Why So Many Investors Lose With Optionshttp://www.fool.com/investing/options/2013/07/10/why-so-many-investors-lose-with-options.aspx Dan Caplinger
July 10, 2013
The promise of getting rich quick never goes out of style. Whether it's the latest side-business scheme or the perfect penny-stock pitch, many people are vulnerable to questionable and risky strategies that hold even the possibility of producing great wealth.
Unfortunately, even legitimate and useful tools to help people with their investing are prone to misuse, and recently, options trading has gotten a lot more attention, becoming a focal point for ordinary investors and the discount brokers that serve them. Let's take a look at why trading options is somewhat controversial and why you shouldn't just dismiss options out of hand.
The search for more business
The problem, though, is that research suggests that options traders don't have very good performance. One issue is that by their nature, options are generally short-term instruments, distracting investors from long-term trends and instead forcing them to assess probabilities of share-price movements over very short periods of time. Yet arguably, the bigger danger with options is using the extensive leverage they offer to take on too much risk.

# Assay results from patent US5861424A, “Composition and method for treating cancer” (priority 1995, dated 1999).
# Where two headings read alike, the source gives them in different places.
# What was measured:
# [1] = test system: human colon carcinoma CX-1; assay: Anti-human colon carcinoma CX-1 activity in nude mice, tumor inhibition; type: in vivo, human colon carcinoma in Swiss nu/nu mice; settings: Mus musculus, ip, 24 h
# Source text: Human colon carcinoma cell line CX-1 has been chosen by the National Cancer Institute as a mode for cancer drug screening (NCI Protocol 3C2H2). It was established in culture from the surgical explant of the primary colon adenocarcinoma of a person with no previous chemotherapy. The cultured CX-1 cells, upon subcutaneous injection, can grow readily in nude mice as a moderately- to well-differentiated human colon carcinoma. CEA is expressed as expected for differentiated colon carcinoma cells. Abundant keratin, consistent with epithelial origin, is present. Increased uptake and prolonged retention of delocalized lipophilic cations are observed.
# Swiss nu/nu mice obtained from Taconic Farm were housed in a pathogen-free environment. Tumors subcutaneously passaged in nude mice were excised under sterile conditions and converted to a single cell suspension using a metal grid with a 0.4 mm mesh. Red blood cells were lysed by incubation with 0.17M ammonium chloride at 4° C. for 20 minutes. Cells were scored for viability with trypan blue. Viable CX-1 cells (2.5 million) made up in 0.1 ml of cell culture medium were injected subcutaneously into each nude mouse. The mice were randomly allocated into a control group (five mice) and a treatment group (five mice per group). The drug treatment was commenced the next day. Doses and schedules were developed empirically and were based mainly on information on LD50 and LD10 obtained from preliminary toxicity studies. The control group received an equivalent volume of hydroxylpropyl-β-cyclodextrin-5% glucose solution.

Options are what you make of them
Unfortunately, such strategies also produce 100% losses on a fairly regular basis when investors don't have perfect timing in making the right call about a stock's direction. That's a big part of the reason that options traders routinely lose money: They ignore the very real risk of losing everything by not controlling the amount they risk on a particular position.
But high-risk strategies aren't the only way to use options. Often, you can use options to reduce the risk in your portfolio or to take on risks that you're already comfortable with. For instance, if you want to hold on to a stock you own until it reaches a certain price but then plan to sell it, then writing a covered call allows you to receive a premium that you wouldn't get from simply setting a limit sell order. Similarly, if you know you want to buy a stock if it drops to a certain price, then writing put options can similarly pay you a premium and result in your getting that stock at the price you choose -- again, a better result than simply